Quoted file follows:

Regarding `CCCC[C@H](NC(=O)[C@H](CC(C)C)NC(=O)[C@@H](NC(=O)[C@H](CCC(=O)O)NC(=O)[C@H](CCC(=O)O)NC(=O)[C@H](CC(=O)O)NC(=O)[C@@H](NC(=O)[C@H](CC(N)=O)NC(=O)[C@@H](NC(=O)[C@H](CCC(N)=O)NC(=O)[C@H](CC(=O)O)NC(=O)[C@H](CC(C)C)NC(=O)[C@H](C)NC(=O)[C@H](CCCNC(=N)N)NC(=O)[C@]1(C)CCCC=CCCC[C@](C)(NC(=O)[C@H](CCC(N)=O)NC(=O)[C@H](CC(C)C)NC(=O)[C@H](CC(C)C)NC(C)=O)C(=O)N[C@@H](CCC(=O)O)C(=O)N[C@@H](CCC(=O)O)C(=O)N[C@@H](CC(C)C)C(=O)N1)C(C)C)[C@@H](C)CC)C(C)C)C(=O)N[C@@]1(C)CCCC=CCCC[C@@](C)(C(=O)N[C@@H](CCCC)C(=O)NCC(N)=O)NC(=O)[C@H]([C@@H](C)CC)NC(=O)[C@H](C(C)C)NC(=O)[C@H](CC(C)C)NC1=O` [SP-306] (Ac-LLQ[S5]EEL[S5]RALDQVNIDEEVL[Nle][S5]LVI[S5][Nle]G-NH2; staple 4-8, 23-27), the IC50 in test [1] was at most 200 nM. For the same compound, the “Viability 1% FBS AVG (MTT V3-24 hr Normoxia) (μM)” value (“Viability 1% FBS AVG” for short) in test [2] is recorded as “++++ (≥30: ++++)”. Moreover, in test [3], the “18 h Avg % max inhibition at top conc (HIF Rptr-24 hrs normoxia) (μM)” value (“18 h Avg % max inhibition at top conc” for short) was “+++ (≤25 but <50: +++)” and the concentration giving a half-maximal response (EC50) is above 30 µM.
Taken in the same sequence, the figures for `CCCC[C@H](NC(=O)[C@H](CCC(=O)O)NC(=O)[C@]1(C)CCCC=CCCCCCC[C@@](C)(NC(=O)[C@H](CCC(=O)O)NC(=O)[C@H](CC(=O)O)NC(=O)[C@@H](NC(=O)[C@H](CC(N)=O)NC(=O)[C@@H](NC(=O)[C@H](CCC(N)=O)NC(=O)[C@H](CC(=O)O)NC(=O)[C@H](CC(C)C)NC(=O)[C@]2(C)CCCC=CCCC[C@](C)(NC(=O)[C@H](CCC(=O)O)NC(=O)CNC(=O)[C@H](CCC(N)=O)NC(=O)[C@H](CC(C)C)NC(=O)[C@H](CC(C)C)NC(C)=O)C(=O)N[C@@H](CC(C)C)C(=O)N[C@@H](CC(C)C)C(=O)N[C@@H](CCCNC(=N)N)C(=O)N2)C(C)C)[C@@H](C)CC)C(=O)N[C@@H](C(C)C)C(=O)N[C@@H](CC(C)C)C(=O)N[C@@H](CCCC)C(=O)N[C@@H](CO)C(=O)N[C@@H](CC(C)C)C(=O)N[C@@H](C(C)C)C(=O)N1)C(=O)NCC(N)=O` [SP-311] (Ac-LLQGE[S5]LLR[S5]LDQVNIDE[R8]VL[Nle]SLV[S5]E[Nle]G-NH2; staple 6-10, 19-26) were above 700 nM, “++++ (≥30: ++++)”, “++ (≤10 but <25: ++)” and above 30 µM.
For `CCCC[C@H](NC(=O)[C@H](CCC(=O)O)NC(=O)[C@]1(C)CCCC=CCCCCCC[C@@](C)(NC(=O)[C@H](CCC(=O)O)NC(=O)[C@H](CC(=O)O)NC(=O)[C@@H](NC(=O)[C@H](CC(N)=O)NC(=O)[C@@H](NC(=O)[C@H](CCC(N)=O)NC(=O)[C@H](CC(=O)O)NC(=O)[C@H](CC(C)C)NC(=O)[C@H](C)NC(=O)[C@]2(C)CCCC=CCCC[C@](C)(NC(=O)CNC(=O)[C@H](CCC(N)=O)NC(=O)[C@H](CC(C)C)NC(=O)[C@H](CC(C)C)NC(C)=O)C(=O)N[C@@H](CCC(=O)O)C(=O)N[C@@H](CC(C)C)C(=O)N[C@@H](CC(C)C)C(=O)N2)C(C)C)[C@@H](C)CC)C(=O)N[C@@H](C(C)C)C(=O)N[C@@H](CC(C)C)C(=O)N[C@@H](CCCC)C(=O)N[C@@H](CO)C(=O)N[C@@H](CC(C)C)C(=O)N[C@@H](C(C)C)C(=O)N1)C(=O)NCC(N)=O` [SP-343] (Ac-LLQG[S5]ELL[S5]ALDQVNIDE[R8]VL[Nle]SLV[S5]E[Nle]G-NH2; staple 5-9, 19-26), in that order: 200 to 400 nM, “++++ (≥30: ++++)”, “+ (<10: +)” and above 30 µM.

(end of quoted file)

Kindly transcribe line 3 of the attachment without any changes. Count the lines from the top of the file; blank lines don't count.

For `CCCC[C@H](NC(=O)[C@H](CCC(=O)O)NC(=O)[C@]1(C)CCCC=CCCCCCC[C@@](C)(NC(=O)[C@H](CCC(=O)O)NC(=O)[C@H](CC(=O)O)NC(=O)[C@@H](NC(=O)[C@H](CC(N)=O)NC(=O)[C@@H](NC(=O)[C@H](CCC(N)=O)NC(=O)[C@H](CC(=O)O)NC(=O)[C@H](CC(C)C)NC(=O)[C@H](C)NC(=O)[C@]2(C)CCCC=CCCC[C@](C)(NC(=O)CNC(=O)[C@H](CCC(N)=O)NC(=O)[C@H](CC(C)C)NC(=O)[C@H](CC(C)C)NC(C)=O)C(=O)N[C@@H](CCC(=O)O)C(=O)N[C@@H](CC(C)C)C(=O)N[C@@H](CC(C)C)C(=O)N2)C(C)C)[C@@H](C)CC)C(=O)N[C@@H](C(C)C)C(=O)N[C@@H](CC(C)C)C(=O)N[C@@H](CCCC)C(=O)N[C@@H](CO)C(=O)N[C@@H](CC(C)C)C(=O)N[C@@H](C(C)C)C(=O)N1)C(=O)NCC(N)=O` [SP-343] (Ac-LLQG[S5]ELL[S5]ALDQVNIDE[R8]VL[Nle]SLV[S5]E[Nle]G-NH2; staple 5-9, 19-26), in that order: 200 to 400 nM, “++++ (≥30: ++++)”, “+ (<10: +)” and above 30 µM.